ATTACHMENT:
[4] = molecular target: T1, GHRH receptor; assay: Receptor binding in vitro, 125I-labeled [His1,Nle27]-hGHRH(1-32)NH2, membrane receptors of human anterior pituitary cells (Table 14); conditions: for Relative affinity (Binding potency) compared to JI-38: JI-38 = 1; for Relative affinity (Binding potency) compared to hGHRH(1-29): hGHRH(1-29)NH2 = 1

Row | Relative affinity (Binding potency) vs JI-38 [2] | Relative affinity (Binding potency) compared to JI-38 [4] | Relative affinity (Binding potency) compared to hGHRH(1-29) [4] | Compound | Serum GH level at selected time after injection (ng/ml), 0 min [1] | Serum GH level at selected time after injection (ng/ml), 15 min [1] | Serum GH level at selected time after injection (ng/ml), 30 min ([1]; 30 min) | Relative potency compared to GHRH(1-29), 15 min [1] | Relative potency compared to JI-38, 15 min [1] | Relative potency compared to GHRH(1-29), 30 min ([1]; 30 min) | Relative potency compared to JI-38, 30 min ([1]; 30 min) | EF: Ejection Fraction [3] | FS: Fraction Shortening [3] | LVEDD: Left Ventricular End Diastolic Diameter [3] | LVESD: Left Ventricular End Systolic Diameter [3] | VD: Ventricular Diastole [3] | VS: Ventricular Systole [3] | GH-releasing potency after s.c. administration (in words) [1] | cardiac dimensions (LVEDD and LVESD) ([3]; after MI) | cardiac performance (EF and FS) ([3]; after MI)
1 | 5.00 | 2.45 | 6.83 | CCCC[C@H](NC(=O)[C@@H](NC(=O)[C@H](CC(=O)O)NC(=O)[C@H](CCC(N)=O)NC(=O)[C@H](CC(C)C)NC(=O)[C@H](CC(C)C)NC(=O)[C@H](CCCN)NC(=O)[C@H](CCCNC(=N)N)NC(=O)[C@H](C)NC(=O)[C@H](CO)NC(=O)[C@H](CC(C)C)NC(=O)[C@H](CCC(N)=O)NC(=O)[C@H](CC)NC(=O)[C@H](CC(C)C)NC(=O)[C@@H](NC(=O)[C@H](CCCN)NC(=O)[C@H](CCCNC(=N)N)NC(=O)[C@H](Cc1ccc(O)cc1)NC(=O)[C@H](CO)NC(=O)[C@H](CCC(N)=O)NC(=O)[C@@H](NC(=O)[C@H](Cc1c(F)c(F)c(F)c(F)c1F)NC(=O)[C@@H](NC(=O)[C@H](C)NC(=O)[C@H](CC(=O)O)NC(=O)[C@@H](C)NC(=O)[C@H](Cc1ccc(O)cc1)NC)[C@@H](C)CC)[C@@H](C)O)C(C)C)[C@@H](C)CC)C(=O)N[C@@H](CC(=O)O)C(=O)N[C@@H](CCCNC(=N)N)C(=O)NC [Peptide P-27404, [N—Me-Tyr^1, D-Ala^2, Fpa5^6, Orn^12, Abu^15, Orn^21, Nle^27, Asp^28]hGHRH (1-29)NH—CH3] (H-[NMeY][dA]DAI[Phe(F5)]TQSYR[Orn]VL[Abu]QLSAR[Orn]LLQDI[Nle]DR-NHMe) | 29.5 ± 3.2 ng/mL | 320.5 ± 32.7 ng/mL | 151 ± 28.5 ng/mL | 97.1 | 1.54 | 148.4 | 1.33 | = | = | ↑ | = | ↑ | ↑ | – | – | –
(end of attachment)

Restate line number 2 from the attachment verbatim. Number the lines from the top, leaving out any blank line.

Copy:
Row | Relative affinity (Binding potency) vs JI-38 [2] | Relative affinity (Binding potency) compared to JI-38 [4] | Relative affinity (Binding potency) compared to hGHRH(1-29) [4] | Compound | Serum GH level at selected time after injection (ng/ml), 0 min [1] | Serum GH level at selected time after injection (ng/ml), 15 min [1] | Serum GH level at selected time after injection (ng/ml), 30 min ([1]; 30 min) | Relative potency compared to GHRH(1-29), 15 min [1] | Relative potency compared to JI-38, 15 min [1] | Relative potency compared to GHRH(1-29), 30 min ([1]; 30 min) | Relative potency compared to JI-38, 30 min ([1]; 30 min) | EF: Ejection Fraction [3] | FS: Fraction Shortening [3] | LVEDD: Left Ventricular End Diastolic Diameter [3] | LVESD: Left Ventricular End Systolic Diameter [3] | VD: Ventricular Diastole [3] | VS: Ventricular Systole [3] | GH-releasing potency after s.c. administration (in words) [1] | cardiac dimensions (LVEDD and LVESD) ([3]; after MI) | cardiac performance (EF and FS) ([3]; after MI)